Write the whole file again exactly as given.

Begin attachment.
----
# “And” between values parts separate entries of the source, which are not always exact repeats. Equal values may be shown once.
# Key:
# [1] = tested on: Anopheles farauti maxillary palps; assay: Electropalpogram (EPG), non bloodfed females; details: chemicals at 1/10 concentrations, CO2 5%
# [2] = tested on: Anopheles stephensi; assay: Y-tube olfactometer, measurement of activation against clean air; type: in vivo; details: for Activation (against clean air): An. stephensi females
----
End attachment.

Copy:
# “And” between values parts separate entries of the source, which are not always exact repeats. Equal values may be shown once.
# Key:
# [1] = tested on: Anopheles farauti maxillary palps; assay: Electropalpogram (EPG), non bloodfed females; details: chemicals at 1/10 concentrations, CO2 5%
# [2] = tested on: Anopheles stephensi; assay: Y-tube olfactometer, measurement of activation against clean air; type: in vivo; details: for Activation (against clean air): An. stephensi females